Wolfgang von Trips
Carel Godin de Beufort
Those are the Formula 1 drivers who died during races between 1960 and 1970.
We have an amazing ability to be complacent, to tell ourselves that nothing will happen to us, that nothing will happen to our favourite driver because, well, he or she is different from the rest.
We lie to ourselves.
Enzo Ferrari, Mercedes-Benz, Fiat, Pininfarina, and Automobil Revue (Switzerland's largest car magazine) were so close to the sport—and its deaths—in the 1960s that they were spurred into action.
Campaigning to create a safer Formula 1 car to help reduce or eliminate deaths from the sport, Automobil Revue formed a team consisting of chief editor Robert Braunschweig, automotive writer Paul Frère, Sergio Pininfarina, and Ernst Fiala of the Berlin Technical University to figure out a solution. Other experts, including doctors, were also consulted.
In an era where many drivers still wore open-face helmets (American Dan Gurney introduced a full-face design in 1968) and regular citizens barely knew what a seatbelt was, making something safer was more of a gut feeling.
Without complicated computer modelling, crash tests, and the like, how do you stop a 200 mph missile—filled with high-test that was usually slung beside drivers—from killing whomever happens to be inside it when it hits something?
I suppose you start with a Formula 1 car chassis, which is what they did. Ferrari provided the project with a 312 chassis and V12 engine, and the team set to work.
First step? Scale models. Designer Paulo Martin (Lancia Beta Montecarlo, Ferrari Modulo, Rolls-Royce Camargue) got to work, with wind tunnel models to verify if their ideas were going to work.
Second, after positive results from testing the scale models, the team set about building a structure from the existing chassis to form a safety bubble of sorts. From experimental "safety" road car concepts, the team knew that crumple zones would be beneficial, and so built an aluminum nose and tail structure.
They knew that fire was often the killer—if the driver was unlucky to not be dead after the initial impact—so two fire extinguishers, automatic fuel cut-off valves, and rubber bladder fuel tanks were fitted.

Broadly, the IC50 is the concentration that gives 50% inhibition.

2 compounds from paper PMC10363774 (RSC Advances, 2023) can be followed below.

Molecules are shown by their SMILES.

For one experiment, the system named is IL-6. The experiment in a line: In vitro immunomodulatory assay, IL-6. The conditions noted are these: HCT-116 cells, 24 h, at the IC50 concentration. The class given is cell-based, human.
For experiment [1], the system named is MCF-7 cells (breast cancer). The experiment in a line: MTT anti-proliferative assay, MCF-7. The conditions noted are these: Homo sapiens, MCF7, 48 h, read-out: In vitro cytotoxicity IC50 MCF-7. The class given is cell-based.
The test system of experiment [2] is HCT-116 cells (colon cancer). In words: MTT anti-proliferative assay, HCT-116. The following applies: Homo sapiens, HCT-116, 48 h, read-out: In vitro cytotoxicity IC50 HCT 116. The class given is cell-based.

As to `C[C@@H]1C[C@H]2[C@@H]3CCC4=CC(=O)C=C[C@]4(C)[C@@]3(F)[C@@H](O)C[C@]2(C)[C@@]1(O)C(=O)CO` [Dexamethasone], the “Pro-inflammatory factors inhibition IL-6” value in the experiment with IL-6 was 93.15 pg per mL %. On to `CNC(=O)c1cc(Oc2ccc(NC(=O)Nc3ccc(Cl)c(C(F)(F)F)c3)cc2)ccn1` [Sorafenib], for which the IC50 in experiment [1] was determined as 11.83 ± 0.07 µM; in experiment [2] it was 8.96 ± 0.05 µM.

The car was extremely well thought out. Enclosed wheels not only stop cars from jumping one another, but help prevent spray during wet races. The central spoiler was really a roll bar in disguise, and a seatbelt tensioning system—complete with helmet attachments to keep a driver's head in place like today's mandatory HANS device—were also featured.
Road car items, including a telescoping steering column and a padded driver's seat with head rest rounded out the package.
In those days, sadly, it would take more deaths—and mutinies by the drivers, who'd refuse to race if tracks hadn't upgraded their facilities—to introduce comprehensive, mandatory changes to the rules in order to protect drivers.
Professor Sid Watkins' book, Life at the Limit, is great reading on this subject and filled with stories you'll never read otherwise. Though it covers a period from about 1974, there's enough historic information and perspective to give you an idea of how far racing has come. But not far enough. Everyone involved with racing (it doesn't matter at what level) must put driver safety ahead of the sport.
Maybe a car that's impossible to crash—or one safe enough to keep a driver injury-free in any type of crash—won't be fast enough, but I'd like to see it attempted.
After all, many of the 1969 Sigma concept's features that have since been adopted have helped save lives. It's time for Sigma II.
Let's hope it looks as fantastic as the first.